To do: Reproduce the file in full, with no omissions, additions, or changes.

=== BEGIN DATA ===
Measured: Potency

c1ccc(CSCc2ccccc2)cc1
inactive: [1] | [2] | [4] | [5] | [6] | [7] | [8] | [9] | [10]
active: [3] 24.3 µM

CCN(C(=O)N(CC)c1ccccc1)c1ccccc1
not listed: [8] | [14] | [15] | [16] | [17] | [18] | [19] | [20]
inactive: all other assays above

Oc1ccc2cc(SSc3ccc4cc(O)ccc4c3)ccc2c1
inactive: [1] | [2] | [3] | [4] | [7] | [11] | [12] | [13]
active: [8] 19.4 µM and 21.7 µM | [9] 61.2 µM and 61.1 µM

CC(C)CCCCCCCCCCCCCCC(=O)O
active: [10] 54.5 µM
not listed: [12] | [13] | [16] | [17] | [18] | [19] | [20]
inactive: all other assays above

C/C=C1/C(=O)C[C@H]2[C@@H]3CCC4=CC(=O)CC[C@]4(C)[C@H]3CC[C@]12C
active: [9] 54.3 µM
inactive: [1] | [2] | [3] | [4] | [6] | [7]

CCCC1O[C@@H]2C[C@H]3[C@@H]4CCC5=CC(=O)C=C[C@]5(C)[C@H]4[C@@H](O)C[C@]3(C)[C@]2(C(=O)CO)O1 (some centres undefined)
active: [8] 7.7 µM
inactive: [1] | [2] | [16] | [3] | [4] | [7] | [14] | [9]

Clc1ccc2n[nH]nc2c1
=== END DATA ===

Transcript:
Measured: Potency

c1ccc(CSCc2ccccc2)cc1
inactive: [1] | [2] | [4] | [5] | [6] | [7] | [8] | [9] | [10]
active: [3] 24.3 µM

CCN(C(=O)N(CC)c1ccccc1)c1ccccc1
not listed: [8] | [14] | [15] | [16] | [17] | [18] | [19] | [20]
inactive: all other assays above

Oc1ccc2cc(SSc3ccc4cc(O)ccc4c3)ccc2c1
inactive: [1] | [2] | [3] | [4] | [7] | [11] | [12] | [13]
active: [8] 19.4 µM and 21.7 µM | [9] 61.2 µM and 61.1 µM

CC(C)CCCCCCCCCCCCCCC(=O)O
active: [10] 54.5 µM
not listed: [12] | [13] | [16] | [17] | [18] | [19] | [20]
inactive: all other assays above

C/C=C1/C(=O)C[C@H]2[C@@H]3CCC4=CC(=O)CC[C@]4(C)[C@H]3CC[C@]12C
active: [9] 54.3 µM
inactive: [1] | [2] | [3] | [4] | [6] | [7]

CCCC1O[C@@H]2C[C@H]3[C@@H]4CCC5=CC(=O)C=C[C@]5(C)[C@H]4[C@@H](O)C[C@]3(C)[C@]2(C(=O)CO)O1 (some centres undefined)
active: [8] 7.7 µM
inactive: [1] | [2] | [16] | [3] | [4] | [7] | [14] | [9]

Clc1ccc2n[nH]nc2c1